Speed Writing: The art of starting (and finishing) that essay

For many, writing an essay can be a difficult assignment. The blank page or white screen stares at you, mocking your lack of ambition to start writing.

But it doesn’t have to be this way. You can write quickly and efficiently while still minimizing errors (and even giving yourself some time to edit).

Here’s how to do it.

  1. STOP EVERYTHING ELSE – That’s right, I mean everything. Silence your phone. Close your browsers. Stop eating that burrito.
  2. Plan out what you’re going to write – For some people, this means an outline. For others, it could mean just a simple list of things you want to talk about. However you do it, make sure you have a coherent plan for what you want to say and how you want to say it. If you don’t have a map, you’ll never know where you’re going. In writing, this planning stage is your map; don’t be caught without it.
  3. Start writing. Don’t stop. DO. NOT. STOP. – Just start writing. It doesn’t matter if you write the same sentence over and over again, just don’t let your fingers stop moving. Just keep writing and follow that map we’ve laid out in the last step. Hopefully, if you’ve thought enough about where you wanted to go in your essay, your ideas will flow naturally and you can just let your fingers do the work. Make sure that you don’t stop writing, no matter how silly some sentences may seem at the time. We’ll fix those later, you don’t need to worry about them right now. If you’re writing a longer piece, use something called the “Pomodoro Technique.” Using this, you’ll spend 25 minutes writing with a five minute break afterwards, then immediately back into another 25 minutes of writing. After four cycles, give yourself a fifteen minute break, then jump right back into the writing. It’s hard, but the results are worth it. Set a timer for yourself so you stay exactly on schedule.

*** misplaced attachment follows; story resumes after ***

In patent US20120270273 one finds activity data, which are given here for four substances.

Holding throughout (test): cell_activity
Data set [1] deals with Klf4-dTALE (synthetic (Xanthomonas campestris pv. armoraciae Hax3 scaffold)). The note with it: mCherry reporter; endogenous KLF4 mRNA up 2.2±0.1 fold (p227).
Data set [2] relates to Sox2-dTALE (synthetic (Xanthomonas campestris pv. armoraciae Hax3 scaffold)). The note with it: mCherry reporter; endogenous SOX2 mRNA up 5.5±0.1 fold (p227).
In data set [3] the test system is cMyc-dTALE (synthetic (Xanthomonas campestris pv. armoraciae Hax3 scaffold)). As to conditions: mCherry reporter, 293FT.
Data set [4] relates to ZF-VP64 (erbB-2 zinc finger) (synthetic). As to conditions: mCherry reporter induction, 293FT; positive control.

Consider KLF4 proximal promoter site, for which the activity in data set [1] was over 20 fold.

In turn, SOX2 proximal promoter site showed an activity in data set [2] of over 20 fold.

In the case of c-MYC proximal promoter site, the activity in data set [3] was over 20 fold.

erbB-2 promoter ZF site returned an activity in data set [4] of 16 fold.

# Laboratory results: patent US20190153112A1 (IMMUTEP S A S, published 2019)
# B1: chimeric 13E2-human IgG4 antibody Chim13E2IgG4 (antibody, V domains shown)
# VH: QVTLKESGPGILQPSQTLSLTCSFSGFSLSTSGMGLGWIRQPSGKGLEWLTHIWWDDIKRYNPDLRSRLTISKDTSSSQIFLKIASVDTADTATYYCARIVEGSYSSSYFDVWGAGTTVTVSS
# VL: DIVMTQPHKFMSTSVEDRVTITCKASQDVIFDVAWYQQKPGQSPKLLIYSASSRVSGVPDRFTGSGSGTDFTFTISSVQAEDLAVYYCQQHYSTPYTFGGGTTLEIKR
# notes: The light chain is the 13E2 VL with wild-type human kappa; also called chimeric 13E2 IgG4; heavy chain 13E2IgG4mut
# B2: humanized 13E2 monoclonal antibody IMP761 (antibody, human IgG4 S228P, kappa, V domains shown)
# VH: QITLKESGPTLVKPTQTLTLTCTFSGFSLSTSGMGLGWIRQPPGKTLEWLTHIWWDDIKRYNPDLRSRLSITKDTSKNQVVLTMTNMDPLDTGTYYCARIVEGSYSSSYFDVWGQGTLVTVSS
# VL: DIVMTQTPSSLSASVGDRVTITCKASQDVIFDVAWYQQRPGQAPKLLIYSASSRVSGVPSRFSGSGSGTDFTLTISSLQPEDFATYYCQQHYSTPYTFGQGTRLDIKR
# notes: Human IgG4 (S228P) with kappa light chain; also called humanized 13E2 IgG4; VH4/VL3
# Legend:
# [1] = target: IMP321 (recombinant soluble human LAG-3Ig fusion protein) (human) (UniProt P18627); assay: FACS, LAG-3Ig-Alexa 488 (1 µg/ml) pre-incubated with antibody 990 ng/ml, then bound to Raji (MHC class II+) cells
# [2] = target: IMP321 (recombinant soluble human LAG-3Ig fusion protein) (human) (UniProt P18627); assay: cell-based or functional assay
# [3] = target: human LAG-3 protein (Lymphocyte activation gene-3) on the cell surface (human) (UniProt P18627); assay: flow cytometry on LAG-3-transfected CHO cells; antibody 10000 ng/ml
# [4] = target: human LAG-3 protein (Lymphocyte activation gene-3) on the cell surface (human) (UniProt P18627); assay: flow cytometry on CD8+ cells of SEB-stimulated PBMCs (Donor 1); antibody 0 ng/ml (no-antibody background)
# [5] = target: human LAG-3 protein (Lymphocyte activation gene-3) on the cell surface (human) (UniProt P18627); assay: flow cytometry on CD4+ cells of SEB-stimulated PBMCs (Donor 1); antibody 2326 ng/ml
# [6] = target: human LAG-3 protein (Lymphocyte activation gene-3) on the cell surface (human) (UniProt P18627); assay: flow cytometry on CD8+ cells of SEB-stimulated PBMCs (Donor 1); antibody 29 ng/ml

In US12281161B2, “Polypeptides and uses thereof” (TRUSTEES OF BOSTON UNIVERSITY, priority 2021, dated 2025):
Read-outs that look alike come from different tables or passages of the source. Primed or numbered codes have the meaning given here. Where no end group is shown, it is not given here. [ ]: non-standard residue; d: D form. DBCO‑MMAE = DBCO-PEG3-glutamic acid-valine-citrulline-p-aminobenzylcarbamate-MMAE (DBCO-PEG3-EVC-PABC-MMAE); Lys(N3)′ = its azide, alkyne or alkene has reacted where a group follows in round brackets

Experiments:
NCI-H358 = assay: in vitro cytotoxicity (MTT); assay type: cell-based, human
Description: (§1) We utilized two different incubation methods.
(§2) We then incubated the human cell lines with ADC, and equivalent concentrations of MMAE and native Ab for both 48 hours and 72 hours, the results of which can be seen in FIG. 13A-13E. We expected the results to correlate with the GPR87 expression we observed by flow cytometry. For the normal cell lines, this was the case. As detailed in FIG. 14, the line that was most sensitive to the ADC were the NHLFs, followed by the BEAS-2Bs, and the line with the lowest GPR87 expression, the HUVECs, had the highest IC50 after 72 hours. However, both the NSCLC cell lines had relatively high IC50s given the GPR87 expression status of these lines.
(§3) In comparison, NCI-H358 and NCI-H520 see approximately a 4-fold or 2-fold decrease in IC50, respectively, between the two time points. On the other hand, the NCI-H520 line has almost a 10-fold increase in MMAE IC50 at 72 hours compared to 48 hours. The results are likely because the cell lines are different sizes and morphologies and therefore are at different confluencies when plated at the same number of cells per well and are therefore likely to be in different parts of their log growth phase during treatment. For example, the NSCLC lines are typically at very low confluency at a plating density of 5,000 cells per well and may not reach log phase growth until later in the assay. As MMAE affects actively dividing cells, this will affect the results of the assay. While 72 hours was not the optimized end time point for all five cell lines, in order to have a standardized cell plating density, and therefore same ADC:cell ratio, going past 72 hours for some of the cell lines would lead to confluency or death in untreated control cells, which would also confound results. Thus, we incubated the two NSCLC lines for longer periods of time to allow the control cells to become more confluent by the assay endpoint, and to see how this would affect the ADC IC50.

4. Take a break – No, this isn’t an excuse. Taking a step back from your writing is critical for you to be able to accurately assess what makes sense. If you go and try to edit what you’ve been writing immediately after completion, you’ll miss a lot of errors you wouldn’t normally miss if you gave yourself some time to decompress. This doesn’t need to be hours or days either; sometimes a few minutes works just as well (especially if you’re in a crunch for time).
  5. Edit like you’ve never edited before – For those of you who don’t normally edit papers you write, I suggest you start now. For me, this begins with reading what I’ve written out loud to myself. Some may call this crazy, but I call it solid process. When you read something you’ve written out loud, you hear sentences in ways you wouldn’t have if you’re just reading it in your head. What may sound lovely in your head sounds horrendous when read aloud. Next, fix all the spelling and grammar mistakes. Spellcheck is a useful tool, but it won’t catch everything. “These sentences has on spelling err butt when I reed it I can notice the errors I has mew.” Sentences like that won’t be picked up by spell-check, but can easily be fixed by a human actually reading what has been written. Don’t underestimate the power of a solid edit. Finally, look at your word choices and see if you can clean up segments that are unclear. If you need assistance with this step, ask someone to help you or take your paper to the writing center.
  6. Enjoy – You’ve done it! You’ve written a paper and it’s actually been edited.

See, for many people the most difficult part of a paper is starting it. The blank screen looms at you. However, if you eliminate distractions and just dive into writing with reckless abandon, it’s an easier start. Editing something is much less time consuming than procrastinating, and almost always leads to a better end product.